AL: Personally, I'm most proud of "Oh Dear God The Gates of Hell Have Opened Everyone Run For Your Lives". It was the first song we recorded together, so I felt I had a lot to prove to the guys, and it turned out brilliantly. There's a really apocalyptic sounding intro, and it develops into a really epic song. I'm extremely pleased with my keyboarding here, and Brandon's drumming is just sensational. The guitaring is by far the heaviest on the album too, Joey just went all out on it, and Alex's bassing ties the whole thing up. It’s a brilliant track.

Many fans of past Runtime Error are afraid that the new setup would take a new twist with the music. Have you guys tried to stay true to the classic Runtime Error roots, or have you taken a more radical approach?
AL: In fact, that was one of the most important things we wanted to focus on during the time spent making this record. We wanted to make sure we put out a record that would make all of Runtime's old fans come round, while trying to put something new in to keep it spiced up. I think the combination of the old school Runtimers and the newcomers of me and Alex really helped with that. I really think that any old Runtime fan who listens to this will realise we've kept true to the old line-ups, and they may even find something new that they enjoy too.
JC: But we has a keyboard. Fist-shake *Pauses* Oh wait…
AL: Yeah, but look at it this way. If we'd kept the layout exactly the same but with different guys, we probably would've been accused of trying too much to be the old Runtime Error. This way, we live up to the heights RE have reached in the past, while still keeping things new and fresh.

Are there any guest artists on this album, or is it purely a Runtime Error record?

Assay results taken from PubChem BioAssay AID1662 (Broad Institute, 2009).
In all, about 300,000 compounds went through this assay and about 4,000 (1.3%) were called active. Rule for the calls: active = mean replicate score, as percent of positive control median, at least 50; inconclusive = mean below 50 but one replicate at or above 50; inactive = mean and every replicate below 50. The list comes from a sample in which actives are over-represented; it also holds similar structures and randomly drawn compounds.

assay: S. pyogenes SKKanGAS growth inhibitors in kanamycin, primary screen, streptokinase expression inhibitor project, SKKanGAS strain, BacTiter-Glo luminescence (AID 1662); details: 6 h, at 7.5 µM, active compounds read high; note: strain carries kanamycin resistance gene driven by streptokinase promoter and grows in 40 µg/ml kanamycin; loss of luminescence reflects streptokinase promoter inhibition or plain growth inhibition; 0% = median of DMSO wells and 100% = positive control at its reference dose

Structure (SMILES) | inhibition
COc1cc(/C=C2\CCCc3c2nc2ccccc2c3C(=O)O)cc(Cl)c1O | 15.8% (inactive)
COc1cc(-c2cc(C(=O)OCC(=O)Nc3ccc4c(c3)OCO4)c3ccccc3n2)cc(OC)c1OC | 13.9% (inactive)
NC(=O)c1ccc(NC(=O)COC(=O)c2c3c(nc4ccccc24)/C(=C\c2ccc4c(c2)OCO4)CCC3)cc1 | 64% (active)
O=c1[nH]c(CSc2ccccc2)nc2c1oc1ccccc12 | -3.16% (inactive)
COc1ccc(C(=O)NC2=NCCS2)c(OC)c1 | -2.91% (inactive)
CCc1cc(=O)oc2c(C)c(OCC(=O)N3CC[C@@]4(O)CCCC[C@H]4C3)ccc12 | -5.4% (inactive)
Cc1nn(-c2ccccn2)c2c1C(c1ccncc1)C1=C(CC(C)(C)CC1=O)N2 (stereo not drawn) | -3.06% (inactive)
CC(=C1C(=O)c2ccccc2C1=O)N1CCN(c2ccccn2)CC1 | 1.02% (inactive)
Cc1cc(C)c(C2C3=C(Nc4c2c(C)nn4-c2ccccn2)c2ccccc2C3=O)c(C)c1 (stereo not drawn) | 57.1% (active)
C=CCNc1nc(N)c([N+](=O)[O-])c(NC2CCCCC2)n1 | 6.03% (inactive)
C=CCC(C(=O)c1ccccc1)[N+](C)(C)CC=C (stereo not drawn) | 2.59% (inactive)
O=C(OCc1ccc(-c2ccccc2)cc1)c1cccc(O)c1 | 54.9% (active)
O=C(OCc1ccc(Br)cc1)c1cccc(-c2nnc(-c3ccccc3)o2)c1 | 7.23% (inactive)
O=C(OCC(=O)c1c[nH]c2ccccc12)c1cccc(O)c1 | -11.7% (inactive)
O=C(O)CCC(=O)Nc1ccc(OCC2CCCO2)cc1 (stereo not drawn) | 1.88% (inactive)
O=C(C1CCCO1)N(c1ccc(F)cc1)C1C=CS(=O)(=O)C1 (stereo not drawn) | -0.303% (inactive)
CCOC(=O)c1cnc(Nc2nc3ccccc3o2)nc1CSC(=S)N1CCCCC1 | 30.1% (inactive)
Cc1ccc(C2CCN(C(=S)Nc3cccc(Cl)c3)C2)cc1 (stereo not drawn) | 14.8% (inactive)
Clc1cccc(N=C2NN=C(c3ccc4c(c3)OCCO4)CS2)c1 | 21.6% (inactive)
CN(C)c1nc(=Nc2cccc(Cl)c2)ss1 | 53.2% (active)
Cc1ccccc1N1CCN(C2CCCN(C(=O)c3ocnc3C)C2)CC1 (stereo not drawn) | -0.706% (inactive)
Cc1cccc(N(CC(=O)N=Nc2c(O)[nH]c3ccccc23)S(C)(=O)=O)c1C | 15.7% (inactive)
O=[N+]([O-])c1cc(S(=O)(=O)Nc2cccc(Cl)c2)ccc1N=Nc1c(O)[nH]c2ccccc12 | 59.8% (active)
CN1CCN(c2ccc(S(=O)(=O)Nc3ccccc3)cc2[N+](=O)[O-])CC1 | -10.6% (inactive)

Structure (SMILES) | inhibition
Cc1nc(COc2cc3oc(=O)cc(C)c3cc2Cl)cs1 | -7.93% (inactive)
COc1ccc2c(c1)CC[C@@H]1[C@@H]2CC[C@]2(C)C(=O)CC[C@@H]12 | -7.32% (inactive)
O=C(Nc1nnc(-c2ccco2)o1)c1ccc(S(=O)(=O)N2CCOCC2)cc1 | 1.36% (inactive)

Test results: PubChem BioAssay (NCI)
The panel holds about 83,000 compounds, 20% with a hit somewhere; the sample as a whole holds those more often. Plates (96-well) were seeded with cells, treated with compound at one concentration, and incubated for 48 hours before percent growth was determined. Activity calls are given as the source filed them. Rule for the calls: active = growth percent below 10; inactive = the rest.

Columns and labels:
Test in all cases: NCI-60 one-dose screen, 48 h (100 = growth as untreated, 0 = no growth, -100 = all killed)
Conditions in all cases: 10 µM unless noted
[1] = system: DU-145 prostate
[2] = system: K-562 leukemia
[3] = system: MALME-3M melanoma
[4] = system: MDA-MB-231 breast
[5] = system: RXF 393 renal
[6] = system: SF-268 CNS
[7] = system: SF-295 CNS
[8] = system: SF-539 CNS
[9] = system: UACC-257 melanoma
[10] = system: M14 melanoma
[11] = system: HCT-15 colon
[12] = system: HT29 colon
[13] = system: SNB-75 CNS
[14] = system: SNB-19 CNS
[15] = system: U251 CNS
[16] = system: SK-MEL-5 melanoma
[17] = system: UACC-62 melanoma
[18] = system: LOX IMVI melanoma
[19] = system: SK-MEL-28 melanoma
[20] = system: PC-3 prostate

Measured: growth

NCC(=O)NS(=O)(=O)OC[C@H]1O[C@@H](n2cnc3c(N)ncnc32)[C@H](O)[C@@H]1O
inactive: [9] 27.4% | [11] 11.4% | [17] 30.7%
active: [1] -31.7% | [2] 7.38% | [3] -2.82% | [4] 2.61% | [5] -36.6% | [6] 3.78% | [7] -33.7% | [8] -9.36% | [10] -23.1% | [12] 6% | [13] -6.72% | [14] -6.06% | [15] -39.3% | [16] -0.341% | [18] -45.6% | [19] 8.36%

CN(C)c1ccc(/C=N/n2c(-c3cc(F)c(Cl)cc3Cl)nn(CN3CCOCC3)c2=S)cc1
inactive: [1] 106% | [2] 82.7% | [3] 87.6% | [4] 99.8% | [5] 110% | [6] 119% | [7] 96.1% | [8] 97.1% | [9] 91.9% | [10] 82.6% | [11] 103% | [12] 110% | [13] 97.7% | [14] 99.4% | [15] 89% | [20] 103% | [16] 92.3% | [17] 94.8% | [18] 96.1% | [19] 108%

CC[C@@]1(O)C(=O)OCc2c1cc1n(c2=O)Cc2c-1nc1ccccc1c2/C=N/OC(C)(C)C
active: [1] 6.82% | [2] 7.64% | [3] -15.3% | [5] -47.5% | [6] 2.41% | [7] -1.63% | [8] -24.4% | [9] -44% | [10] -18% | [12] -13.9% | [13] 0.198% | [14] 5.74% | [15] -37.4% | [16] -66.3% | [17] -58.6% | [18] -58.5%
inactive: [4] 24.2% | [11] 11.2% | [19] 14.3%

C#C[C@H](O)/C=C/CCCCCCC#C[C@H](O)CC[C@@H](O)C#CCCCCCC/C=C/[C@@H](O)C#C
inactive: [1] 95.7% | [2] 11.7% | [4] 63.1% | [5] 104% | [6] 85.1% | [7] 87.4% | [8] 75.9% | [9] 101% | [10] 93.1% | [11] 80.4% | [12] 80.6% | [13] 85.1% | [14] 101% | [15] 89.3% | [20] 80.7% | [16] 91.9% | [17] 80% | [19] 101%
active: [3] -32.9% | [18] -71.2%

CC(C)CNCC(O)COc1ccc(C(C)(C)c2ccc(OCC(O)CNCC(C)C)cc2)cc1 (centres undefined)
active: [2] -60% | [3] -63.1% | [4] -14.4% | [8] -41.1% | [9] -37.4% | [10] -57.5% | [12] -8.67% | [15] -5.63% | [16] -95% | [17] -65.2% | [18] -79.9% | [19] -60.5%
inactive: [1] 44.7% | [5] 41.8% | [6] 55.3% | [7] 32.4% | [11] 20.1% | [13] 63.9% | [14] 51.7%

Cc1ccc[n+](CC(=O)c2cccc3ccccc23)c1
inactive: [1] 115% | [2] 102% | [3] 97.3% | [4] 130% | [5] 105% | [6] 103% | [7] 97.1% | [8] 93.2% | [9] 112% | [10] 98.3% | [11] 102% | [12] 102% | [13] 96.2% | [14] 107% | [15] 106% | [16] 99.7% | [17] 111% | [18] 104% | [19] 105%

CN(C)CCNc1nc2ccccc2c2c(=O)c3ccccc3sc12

JC: We have one song, I won't say the name of it. I will say it closes the album. It's a song I've been working on for awhile, ever since I first left RTE. It's the most progressive thing I've written, with about four movements. We have guests lined up through that whole song. I'm not going to name them either.
AH: Well Brokencyde, Lady Gaga and Soulja Boy were guest spots on that song "Sunny"... which APPARENTLY were more strikes against the song... I still don't know why it didn’t make the final cut...
BL:I'm getting old, and it makes it so hard to concentrate of more than one instrument at a time. So to make sure the drumming was above par (like normal), we brought in Bobby Keys to play saxophone with us. It felt good to play with him again, he and I go way back. Check out his sax throughout the song "I Dropped My Keys (Two Miles Back)," named after him, I may add.

How would you describe the sound in this album?

BL: Overall, there's less bluesy jamming compared to most Runtime Error....however the skillfulness in the solos and overall instrumentation has remained has high as ever.

Thanks for your time.
JC: You're welcome
BL: Yeah
AH: Totally
AL: Can we get some food now?

Between the time of this interview, and the article’s publish date, the album art and tracklist was leaked to us here at the Rolling Stone, and we can provide it for you now:

1. Oh Dear God The Gates of Hell Have Opened Everyone Run For Your Lives 12:27
2. Hiding Place 3:46
3. 143/46 3:42
4. Wrong... Again 1:59
5. Hypercomplex 4:09
6. The Twilight Convention Experience 2:32
7. Oxy Clean Moron 2:10
8. Lazy Dude, 11:23
9. You Like em' Chunky 4:34
10. I Dropped My Keys (Two Miles Back) 8:47
11. Peace Cores 6:23
12. Dead Man Walking, 24:30

• Birth [0:00-2:45]
• Journey [2:46-12:34]
• Hero [12:35-18:46]
• Death [18:47-24:30]

Since the interview, we also discovered that the band is planning to release "Peace Cores" as a single ("You Like 'Em Chunky" B-side).